The Story of Joseph

Background: Generations of the third son of Cain and Abel, Seth. Noah had three sons--one of them, Shem, is the ancestor of the Semitic peoples, including the Hebrews. Abraham was a descendent of Shem--settles in Palestine, the home of the Jewish people. This is the journey of the Patriarchal Hebrew hero out of Mesopotamia to the Levant. Abraham's grandson, Jacob, has 12 sons, one of which is his favorite--Joseph.

The Story of Joseph is historically plausible answering the question of how the Israelites came to settle in Egypt. However recent archaeology refutes the Bible's claim to history. The generally accepted idea: the Israelites started out as a nomadic band somewhere in the vicinity of Mesopotamia and migrated first into Palestine and then into Egypt. After many years, the Pharaoh will begin to oppress these people--they escape / flee from Egypt (Exodus) led by the prophet Moses. The seven plagues includes the rain of frogs. Did you see the film Magnolia? This narrative is no longer regarded as history--archaeologists now believe that the Israelites were an indigenous culture that developed west of the Jordan River around 1200 B. C. or so asserts Daniel Lazare in his article "False Testament" published in the March 2002 edition of Harper's.

As a mythic hero, Joseph lives out the same heroic pattern of departure/fulfillment/ and return--the Hero's journey-- as witnessed in The Epic of Gilgamesh and The Odyssey, epic stories which end with the king's return to his kingdom where he claims his rightful place as ruler. In the story of Joseph, we have a forced heroic journey or departure (into a foreign land), but the "return" is a reunion of family and father in Egypt. The last book of the Pentateuch--Exodus--fulfills the last part of the heroic cycle--the return to the promised land.

Opening setting:

What is the genealogy here?

What is the significance of the coat of many colors?

What is significant about dreams and their interpretation? (Divination)

Why did his brothers hate Joseph?

What is his relationship with his father like? Explain Succession Mythology here.

Joseph's father sends him out into the open country, the frontier. So the dramatic action begins out there in the desert. What do you make of this element of setting given all that we have read so far? (Rite of passage, 17 years old)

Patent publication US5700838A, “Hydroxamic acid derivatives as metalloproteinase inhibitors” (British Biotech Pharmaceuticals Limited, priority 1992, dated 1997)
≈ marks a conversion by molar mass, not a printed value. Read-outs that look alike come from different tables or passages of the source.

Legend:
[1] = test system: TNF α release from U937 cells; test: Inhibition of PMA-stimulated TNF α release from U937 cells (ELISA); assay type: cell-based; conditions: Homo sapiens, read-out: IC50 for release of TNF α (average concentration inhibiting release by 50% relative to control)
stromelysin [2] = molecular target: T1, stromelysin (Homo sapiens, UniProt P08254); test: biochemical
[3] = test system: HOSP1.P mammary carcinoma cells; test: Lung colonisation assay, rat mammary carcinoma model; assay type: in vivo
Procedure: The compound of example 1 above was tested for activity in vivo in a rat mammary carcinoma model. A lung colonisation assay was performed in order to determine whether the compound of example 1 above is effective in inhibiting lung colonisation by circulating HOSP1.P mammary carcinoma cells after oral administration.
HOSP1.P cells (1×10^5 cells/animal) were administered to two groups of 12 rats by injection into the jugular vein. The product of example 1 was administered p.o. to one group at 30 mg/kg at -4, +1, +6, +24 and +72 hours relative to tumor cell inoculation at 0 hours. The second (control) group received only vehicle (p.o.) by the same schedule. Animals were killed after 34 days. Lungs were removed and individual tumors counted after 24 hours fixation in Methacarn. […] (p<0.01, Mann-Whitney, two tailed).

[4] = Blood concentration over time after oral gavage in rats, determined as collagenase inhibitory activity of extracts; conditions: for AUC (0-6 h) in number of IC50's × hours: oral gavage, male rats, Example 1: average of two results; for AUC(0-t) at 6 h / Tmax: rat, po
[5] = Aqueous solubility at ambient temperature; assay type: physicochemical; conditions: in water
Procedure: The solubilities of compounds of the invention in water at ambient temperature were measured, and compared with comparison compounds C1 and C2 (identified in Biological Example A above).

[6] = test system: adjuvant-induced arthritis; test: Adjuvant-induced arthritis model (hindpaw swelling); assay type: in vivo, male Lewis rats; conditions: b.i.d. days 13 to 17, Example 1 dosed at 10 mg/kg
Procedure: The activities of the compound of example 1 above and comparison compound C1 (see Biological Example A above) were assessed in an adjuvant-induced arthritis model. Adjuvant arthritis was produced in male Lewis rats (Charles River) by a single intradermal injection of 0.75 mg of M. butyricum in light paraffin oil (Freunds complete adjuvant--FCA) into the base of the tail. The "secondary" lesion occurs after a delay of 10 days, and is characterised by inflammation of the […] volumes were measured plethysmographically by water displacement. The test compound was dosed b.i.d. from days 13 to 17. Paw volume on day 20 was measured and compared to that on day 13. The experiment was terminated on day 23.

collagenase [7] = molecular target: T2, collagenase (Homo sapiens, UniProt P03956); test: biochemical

Conspiracy: a process whereby the brothers go from deciding to kill him to selling him into slavery. Two brothers play key roles: Judah and Rueben.

What is the father's reaction to the conspiracy?

Any similarities between his act of mourning and Gilgamesh's?

In Egypt:

Who is Potiphar?

Potiphar sees the "lord" in Him. What does this mean?

Joseph becomes overseer of his house.

Potiphar's wife: what is the role of women in this story?

She says "Lie with me." Is this a question?

Why doesn't Joseph obey?

Is this similar to modern day situations? Can you think of an equivalent?

Joseph in Prison:

Joseph still prospers. Two officers are jailed: the baker and the butler.

Joseph interprets their dreams. He is the first dream therapist.

What happens?

Two more years in prison until Pharaoh has a dream. Troubled the Pharaoh calls upon the magicians to interpret his dreams and they cannot.


Who brings the Pharaoh's attention toward the Hebrew in prison?

What does Joseph do before he is brought before the Pharaoh?

What happens in the land of Egypt and what is Joseph's role?

The Hebrews come to Egypt:

Jacob sends his sons all to Egypt except one?

Joseph remains in disguise. Dolos. He even uses an interpreter. Odysseus-like. He accuses them of being spies and plots to have Benjamin brought to Egypt.

What happens? Why are the brothers afraid? Should they be?

Why do you think Joseph put the Silver Cup in Ben's sack?

When Joseph says that Benjamin must remain in Egypt, What does Judah tell Joseph and what is the result? Recognition scene.

What, then, is "the great deliverance"?

Why isn't Joseph angry with his brothers for what they did to him?

What is God's promise in Jacob's dream?

What do you take away from the story?

In depth Discussion

Reversal, blessing is a curse: charm, divination, you can't always get there from here. Are one's gifts ever a curse? When?

What is the nature of forgiveness in the story?

Does the success story of Joseph differ in any way from a modern counterpart story of an underdog making good?

Seven Deadly Sins: Pride (hubris): Avarice; Envy; Wrath; Lust; Gluttony; and Sloth.

What are the opposites: Humility; Generosity; Love: Kindness; self-control; temperance; and zeal.

How does Joseph score on the seven deadly sins? Examples?

Dante (1265-1321) : In "Purgatorio" Dante places each of the seven sins on a level 1-7 with the higher levels closer to paradise and the lower ones closer to Hell. Paradise: Lust, Gluttony, Avarice, Sloth, Wrath, Envy, Pride; Hell.

Dante place sin in relationship to love:

Perverted Love: Pride, Envy, Wrath

Insufficient Love: Sloth

Excessive Love (of earthly delights): Avarice, Gluttony, and Lust

The Bible seems to be the source of defining sin, but they never appear in a formal list.

MTV did a special in August of 1993 on the Seven Deadly Sins which involved interviewing well-known entertainers from the music and television industry. The response was that the list was numb. Are these really vices? What do you think?